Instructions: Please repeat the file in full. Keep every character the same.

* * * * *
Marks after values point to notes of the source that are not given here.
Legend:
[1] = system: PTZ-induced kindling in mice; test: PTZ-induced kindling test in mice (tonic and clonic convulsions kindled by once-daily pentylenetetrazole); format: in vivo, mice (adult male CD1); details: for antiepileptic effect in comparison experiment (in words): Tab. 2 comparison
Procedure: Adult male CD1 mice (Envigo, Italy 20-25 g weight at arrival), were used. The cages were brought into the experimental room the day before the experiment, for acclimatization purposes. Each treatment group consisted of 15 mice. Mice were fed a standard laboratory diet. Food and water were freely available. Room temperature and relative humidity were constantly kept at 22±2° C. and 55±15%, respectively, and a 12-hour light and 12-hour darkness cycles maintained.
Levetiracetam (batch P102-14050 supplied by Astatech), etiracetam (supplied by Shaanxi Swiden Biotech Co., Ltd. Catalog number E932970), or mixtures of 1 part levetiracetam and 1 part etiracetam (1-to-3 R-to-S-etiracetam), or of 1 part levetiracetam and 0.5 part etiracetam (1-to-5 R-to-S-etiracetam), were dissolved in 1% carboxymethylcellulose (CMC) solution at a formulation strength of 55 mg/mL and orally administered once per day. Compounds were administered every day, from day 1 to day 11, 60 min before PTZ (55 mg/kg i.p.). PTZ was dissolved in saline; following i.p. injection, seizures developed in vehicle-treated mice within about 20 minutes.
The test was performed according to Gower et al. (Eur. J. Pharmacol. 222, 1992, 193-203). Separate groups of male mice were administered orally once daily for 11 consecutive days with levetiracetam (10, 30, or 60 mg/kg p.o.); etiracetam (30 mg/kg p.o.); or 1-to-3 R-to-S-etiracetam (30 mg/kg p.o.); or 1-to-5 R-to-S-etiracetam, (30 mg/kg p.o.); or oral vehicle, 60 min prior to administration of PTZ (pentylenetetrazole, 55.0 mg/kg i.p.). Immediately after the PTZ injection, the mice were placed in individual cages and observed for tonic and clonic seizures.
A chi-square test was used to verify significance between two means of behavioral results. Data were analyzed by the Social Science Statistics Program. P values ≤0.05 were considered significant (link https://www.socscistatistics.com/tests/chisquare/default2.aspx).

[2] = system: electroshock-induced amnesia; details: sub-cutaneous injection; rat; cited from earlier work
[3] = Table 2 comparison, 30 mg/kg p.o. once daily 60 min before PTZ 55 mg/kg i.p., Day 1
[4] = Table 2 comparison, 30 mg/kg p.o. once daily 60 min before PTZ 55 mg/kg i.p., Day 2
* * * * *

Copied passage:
Marks after values point to notes of the source that are not given here.
Legend:
[1] = system: PTZ-induced kindling in mice; test: PTZ-induced kindling test in mice (tonic and clonic convulsions kindled by once-daily pentylenetetrazole); format: in vivo, mice (adult male CD1); details: for antiepileptic effect in comparison experiment (in words): Tab. 2 comparison
Procedure: Adult male CD1 mice (Envigo, Italy 20-25 g weight at arrival), were used. The cages were brought into the experimental room the day before the experiment, for acclimatization purposes. Each treatment group consisted of 15 mice. Mice were fed a standard laboratory diet. Food and water were freely available. Room temperature and relative humidity were constantly kept at 22±2° C. and 55±15%, respectively, and a 12-hour light and 12-hour darkness cycles maintained.
Levetiracetam (batch P102-14050 supplied by Astatech), etiracetam (supplied by Shaanxi Swiden Biotech Co., Ltd. Catalog number E932970), or mixtures of 1 part levetiracetam and 1 part etiracetam (1-to-3 R-to-S-etiracetam), or of 1 part levetiracetam and 0.5 part etiracetam (1-to-5 R-to-S-etiracetam), were dissolved in 1% carboxymethylcellulose (CMC) solution at a formulation strength of 55 mg/mL and orally administered once per day. Compounds were administered every day, from day 1 to day 11, 60 min before PTZ (55 mg/kg i.p.). PTZ was dissolved in saline; following i.p. injection, seizures developed in vehicle-treated mice within about 20 minutes.
The test was performed according to Gower et al. (Eur. J. Pharmacol. 222, 1992, 193-203). Separate groups of male mice were administered orally once daily for 11 consecutive days with levetiracetam (10, 30, or 60 mg/kg p.o.); etiracetam (30 mg/kg p.o.); or 1-to-3 R-to-S-etiracetam (30 mg/kg p.o.); or 1-to-5 R-to-S-etiracetam, (30 mg/kg p.o.); or oral vehicle, 60 min prior to administration of PTZ (pentylenetetrazole, 55.0 mg/kg i.p.). Immediately after the PTZ injection, the mice were placed in individual cages and observed for tonic and clonic seizures.
A chi-square test was used to verify significance between two means of behavioral results. Data were analyzed by the Social Science Statistics Program. P values ≤0.05 were considered significant (link https://www.socscistatistics.com/tests/chisquare/default2.aspx).

[2] = system: electroshock-induced amnesia; details: sub-cutaneous injection; rat; cited from earlier work
[3] = Table 2 comparison, 30 mg/kg p.o. once daily 60 min before PTZ 55 mg/kg i.p., Day 1
[4] = Table 2 comparison, 30 mg/kg p.o. once daily 60 min before PTZ 55 mg/kg i.p., Day 2